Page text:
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Spam - A series of Articles

Perhaps 75% of the e-mail we now receive is junk mail, with special offers, investor tips, offers for medications, and the like.

First Article
See also

This is a series of articles concerning unsolicited commercial e-mail (UCE), commonly called "spam". We hope it will be of use to you, and that some of the information we impart will help you avoid becoming the object of a scam. New articles are being added so be sure to check back with us from time to time.

  • Click the page number on the menu at the top and bottom of each page to go to an article.
  • Click "Next" to read the go to the next article.
  • Click "Intro" to return to this menu.
  • Click here for descriptions of some types of scams and related articles.
Page Article Title Description
1 What is spam?

A basic description of what spam is and why it is a problem.

2 What can I do about spam? How to avoid getting on mailing lists.
3 Reporting spam Learn how to forward a spam message to the proper authorities.
4 A typical spam Study a typical spam message to see how it works.
5 The PayPal "Phishing" scam If you replied to this message your credit card, and your identity, could be at risk.
6 Another Phishing scam This scam assumes you have read the warnings about giving out your passwords and distorts the truth in an effort to gain your trust.
7 A freebee - but beware! A seemingly innocent and "fun" product could hijack your browser and maybe some personal information.
8 A phishing scam using scare tactics A scare tactic intended to pry personal information from you.
9 A letter from Microsoft? Microsoft is concerned about the security of Windows. But are they so concerned they would send you a personal note about it?
10 A letter from our hosting company? Imagine our surprise when our e-mail administrator advised us that our account had a problem. We are our own e-mail adminstrator!
11 A cure for spam? We opened a spam message and found a wonderful offer for (you guessed it) a service for eliminating spam.
12 More phishing tricks We received similar letters from US Bank and PayPal on the same day. Both are phishing scams seeking personal information.
13 A super deal ? You can buy software on line at incredibly low prices. Is this a good deal? We think not. After all, "incredible" really means "not credible".
14 You have won! You would not open an e-mail with a title like this, would you? Or would you? What if you had been pre-conditioned first? This is rather sneaky.
15 A Marketing Ploy? What do you do when you are told you are paying for a service you did not ask for, or being dunned for a service you thought you had dropped?
16 A Post Card? Or Trouble? This postcard may come from Pandora's mailbox. You do not want to check it out.
17 Warning notices - More phishing An important-looking notice could cause you some real grief if you are not careful.
18 A Question From a Friend? Why would someone use a complicated service to aske you a question? Chances are they did not know they did.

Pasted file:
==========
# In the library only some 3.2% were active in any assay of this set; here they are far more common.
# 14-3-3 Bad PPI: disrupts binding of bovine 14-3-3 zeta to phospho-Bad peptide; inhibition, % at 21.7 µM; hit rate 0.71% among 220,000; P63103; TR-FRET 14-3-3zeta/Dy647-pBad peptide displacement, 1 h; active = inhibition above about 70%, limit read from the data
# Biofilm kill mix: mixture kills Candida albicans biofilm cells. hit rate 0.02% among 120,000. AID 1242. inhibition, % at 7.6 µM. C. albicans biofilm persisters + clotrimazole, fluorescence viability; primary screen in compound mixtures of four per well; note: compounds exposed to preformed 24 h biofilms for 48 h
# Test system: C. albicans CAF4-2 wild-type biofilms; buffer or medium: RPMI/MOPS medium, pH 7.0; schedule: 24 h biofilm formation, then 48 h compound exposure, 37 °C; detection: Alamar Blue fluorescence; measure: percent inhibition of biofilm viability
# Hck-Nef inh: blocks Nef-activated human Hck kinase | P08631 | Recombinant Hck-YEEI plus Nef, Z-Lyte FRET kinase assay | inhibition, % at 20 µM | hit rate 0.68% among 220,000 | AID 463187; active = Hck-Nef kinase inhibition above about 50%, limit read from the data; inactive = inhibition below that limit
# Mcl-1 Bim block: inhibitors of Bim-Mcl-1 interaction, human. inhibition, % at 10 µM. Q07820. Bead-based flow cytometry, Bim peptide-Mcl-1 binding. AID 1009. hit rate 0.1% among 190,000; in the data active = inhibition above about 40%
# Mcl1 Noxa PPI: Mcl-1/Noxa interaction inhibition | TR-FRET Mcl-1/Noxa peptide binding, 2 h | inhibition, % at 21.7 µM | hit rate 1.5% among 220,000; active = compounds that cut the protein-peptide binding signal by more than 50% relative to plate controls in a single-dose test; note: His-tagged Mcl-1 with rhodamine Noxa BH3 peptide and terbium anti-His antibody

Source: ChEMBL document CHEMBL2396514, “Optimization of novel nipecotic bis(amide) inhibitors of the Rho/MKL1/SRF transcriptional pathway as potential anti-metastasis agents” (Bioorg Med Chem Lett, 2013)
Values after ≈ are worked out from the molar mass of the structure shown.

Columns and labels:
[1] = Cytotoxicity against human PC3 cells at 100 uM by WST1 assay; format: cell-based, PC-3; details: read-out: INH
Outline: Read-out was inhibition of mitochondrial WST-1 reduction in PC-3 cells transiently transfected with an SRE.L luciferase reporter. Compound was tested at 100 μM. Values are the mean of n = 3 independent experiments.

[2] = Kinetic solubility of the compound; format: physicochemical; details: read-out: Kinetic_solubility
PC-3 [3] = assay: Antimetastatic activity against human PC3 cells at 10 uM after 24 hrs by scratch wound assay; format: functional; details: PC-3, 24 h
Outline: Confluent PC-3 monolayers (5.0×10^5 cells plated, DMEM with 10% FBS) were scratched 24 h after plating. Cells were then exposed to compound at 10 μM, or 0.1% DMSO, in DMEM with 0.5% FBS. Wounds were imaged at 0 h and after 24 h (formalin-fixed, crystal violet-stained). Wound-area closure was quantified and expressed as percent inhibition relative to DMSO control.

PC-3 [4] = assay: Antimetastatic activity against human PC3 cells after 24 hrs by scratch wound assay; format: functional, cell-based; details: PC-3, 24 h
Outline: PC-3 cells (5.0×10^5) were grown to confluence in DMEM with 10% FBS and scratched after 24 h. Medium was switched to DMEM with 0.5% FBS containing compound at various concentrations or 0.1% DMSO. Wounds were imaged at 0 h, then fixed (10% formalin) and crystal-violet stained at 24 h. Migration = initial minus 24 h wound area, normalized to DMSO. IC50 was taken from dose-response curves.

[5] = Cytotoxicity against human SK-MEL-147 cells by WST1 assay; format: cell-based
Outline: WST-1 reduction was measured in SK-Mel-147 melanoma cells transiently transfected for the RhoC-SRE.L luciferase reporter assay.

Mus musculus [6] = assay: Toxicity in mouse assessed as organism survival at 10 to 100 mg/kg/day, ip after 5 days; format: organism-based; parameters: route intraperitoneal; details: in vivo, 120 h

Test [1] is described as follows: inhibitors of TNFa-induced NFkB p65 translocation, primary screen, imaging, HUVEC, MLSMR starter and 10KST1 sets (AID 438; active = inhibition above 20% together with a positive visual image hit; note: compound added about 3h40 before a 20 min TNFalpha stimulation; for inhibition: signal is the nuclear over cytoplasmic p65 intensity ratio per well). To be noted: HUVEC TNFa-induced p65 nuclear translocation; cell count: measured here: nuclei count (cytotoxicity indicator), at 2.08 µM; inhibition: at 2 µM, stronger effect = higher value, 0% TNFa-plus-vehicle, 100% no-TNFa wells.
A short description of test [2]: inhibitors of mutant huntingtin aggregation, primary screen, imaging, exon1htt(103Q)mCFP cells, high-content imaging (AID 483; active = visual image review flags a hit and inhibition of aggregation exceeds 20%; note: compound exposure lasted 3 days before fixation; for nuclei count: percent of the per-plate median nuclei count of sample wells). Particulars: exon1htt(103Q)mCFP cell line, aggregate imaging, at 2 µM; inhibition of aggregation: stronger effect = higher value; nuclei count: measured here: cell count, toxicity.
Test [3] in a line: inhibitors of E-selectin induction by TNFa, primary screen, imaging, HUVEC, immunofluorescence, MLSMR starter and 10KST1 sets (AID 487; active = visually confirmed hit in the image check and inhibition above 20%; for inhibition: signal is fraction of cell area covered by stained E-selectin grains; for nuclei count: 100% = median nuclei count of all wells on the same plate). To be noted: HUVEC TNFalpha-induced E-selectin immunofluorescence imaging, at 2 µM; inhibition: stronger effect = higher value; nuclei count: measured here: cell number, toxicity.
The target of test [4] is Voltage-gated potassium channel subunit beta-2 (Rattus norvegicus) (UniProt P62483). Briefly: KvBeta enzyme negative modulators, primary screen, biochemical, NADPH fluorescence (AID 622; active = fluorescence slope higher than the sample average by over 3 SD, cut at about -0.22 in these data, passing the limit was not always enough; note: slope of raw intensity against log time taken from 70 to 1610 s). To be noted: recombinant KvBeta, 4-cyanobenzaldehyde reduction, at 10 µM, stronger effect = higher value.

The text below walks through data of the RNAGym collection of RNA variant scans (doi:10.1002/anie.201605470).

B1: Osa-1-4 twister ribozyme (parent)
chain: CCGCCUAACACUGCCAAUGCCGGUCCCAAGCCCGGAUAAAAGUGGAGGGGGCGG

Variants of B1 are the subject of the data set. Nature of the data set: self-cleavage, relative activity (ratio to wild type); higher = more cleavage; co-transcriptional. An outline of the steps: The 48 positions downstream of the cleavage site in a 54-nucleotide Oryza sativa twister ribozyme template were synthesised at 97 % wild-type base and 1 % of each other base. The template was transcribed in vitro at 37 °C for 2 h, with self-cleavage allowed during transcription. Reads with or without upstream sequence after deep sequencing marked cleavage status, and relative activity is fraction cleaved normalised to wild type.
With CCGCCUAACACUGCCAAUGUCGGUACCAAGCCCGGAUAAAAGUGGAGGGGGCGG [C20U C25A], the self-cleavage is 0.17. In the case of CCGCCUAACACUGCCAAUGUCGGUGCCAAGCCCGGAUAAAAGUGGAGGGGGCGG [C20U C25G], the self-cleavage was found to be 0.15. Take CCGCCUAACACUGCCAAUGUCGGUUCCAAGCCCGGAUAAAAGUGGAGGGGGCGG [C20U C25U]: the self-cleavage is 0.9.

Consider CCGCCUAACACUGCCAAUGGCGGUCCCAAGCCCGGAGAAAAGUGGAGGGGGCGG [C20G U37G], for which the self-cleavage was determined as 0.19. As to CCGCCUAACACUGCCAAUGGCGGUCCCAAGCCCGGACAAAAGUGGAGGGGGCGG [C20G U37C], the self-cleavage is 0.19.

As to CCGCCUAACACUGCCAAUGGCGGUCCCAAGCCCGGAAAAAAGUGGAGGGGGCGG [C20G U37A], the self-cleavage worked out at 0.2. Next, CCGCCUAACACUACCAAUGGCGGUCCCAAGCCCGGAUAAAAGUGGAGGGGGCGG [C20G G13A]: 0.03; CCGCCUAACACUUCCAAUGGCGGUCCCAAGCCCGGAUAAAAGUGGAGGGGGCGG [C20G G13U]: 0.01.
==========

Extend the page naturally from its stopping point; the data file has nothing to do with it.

19 A Big Mistake? Did Google really make a mistake so terrible that they will pay people $500 to help them correct it?
Additional Resources
Read Advertising & Spyware Learn how advertisers can load destructive software onto your computer.
Read The Chain Letter See how a chain letter allows the harvest of hundreds of e-mail addresses.
Read The Greeting Card Learn how certain types of greeting cards can send your every keystroke to a marketing company.
Read Software Resources Download software for eliminating spyware and adware.
Visit

Stop Spam

Learn how to read message headers and track down the senders of messages.
Visit

Fight spam on the Internet

This site has been fighting spam since 1996.
Visit SpamCon Foundation Another organization fighting spam.
Visit Cauce The Coalition Against Unsolicited Commercial Email.
Visit Federal Trade Commission (FTC) Information from the FTC concerning identity theft.

There are a number of scams on the Internet. Many of these, but not all of these, will be implemented through spam. Some current types of scams are listed below, along with links to our articles.

Chain Letters

These seemingly innocent letters can be used to harvest thousands of valid e-mail addresses, often along with phone numbers, job titles, etc.

Phishing A letter appearing to be from a trusted source tricks people into furnishing personal information. This can involve a form "overlaid" on a valid Web page. This type of identity theft could make your life rather difficult for the next 3-5 years.
Pharming A known Website is "hijacked" through hi-tech trickery so that some visitors are taken to a bogus site, where the personal information they furnish is used for identity theft. This is an emerging problem.
Cash-up-front scams, i.e. the Nigerian scam

A letter tells of great wealth to be had, or someone will offer to buy a high value item you offered for sale, or you may be offered a loan on very favorable terms. In almost every case you will be required to furnish money up front. You may be sent a certified check as part of the process, but it will be bogus.

Scare tactics You receive an official looking letter that advises your charge card has been used improperly, or you have purchased something illegal, or you have been the victim of a scam. This is another way identify theft is conducted.
Free software You are offered free software. The offer mentions things like spyware and scams and promises not to do any of those. It does not mention, however, that you are going to install an extra package that is nefarious, and that you can't remove. All of that is buried in the legalese of the license.

First Article
See also

   
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